Boni wants NATO troops to play a role similar to their role in Afghanistan, saying:
Nato should play a part and the African force would lead the way as was done by Nato in Afghanistan,
However, having the African force “lead the way” is what has some concerned. United States U.N. Ambassador Susan Rice called the plans for intervention “crap,” expressing concern that the African soldiers that will be deployed do not have the skills necessary for the intervention. From Foreign Policy:
The American envoy's assessment reflected deep misgivings that the Malian army, supported by a Nigerian-led coalition of 3,300 troops from 15 Western African countries has the manpower or the skills required to contend with a battle-tested insurgency with experience fighting in the Sahel's unforgiving desert. Rice's candor also deals a setback to a long, drawn-out effort by France and West African countries to secure U.N. Security Council mandate for a regional intervention force in Mali.
The E.U. mission to Mali aims to train Malian soldiers, not the soldiers to be used in the mission backed by the U.N. As it stands the Malian army, with European training assistance, will join an African force of 3,300 ill-prepared troops in a mission to dislodge Al Qaeda-linked militants from an area larger than Texas. It is not hard to see why Boni thinks the planned intervention could benefit from NATO support.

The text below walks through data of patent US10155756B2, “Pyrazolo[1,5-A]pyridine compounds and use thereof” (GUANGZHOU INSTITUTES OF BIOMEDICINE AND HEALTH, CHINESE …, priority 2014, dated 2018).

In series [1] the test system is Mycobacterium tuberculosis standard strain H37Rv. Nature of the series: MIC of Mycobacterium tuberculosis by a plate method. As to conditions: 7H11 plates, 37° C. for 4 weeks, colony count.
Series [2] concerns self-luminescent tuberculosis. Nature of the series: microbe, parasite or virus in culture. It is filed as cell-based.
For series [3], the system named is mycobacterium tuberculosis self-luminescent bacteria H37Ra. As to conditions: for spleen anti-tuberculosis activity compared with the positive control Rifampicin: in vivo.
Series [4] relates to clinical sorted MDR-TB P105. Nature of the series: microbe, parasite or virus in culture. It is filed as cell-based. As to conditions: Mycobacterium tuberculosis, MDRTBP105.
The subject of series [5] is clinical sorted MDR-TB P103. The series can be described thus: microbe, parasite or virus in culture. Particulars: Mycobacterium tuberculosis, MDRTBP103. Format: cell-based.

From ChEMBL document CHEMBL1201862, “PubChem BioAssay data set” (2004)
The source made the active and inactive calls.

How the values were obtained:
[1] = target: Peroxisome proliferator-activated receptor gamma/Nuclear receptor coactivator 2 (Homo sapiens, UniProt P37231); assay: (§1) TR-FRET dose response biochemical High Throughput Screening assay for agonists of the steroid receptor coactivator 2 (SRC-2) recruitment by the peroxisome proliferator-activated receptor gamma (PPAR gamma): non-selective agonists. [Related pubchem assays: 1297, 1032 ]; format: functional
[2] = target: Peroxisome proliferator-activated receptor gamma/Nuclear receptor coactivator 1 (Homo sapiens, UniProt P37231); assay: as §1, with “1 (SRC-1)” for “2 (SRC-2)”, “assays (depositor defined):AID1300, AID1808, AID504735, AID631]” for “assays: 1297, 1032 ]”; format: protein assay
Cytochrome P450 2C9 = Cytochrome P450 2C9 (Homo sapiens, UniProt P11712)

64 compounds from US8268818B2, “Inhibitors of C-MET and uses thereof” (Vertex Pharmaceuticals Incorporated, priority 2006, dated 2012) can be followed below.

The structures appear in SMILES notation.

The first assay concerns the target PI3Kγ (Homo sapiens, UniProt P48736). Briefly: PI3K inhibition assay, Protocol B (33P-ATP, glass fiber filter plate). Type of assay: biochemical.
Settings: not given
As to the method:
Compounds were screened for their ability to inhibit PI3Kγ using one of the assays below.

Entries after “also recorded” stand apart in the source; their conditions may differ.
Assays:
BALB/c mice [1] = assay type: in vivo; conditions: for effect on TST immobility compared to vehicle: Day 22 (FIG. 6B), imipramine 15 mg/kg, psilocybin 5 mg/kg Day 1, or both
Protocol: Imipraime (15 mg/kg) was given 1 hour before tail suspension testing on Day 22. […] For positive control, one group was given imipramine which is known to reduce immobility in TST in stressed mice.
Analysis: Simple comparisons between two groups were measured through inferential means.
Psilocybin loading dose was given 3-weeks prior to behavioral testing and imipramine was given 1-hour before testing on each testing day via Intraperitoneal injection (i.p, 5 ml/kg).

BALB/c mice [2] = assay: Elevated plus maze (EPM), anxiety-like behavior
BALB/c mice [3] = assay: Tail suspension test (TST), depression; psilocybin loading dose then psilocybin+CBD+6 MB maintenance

The intervention in Mali is not scheduled to begin before September. Yet, before the mission has started there are already concerns that the troops being used are not skilled or experienced enough for the mission and that the intervention could lead to terrorist attacks in France. It might be worth NATO members sitting this one out.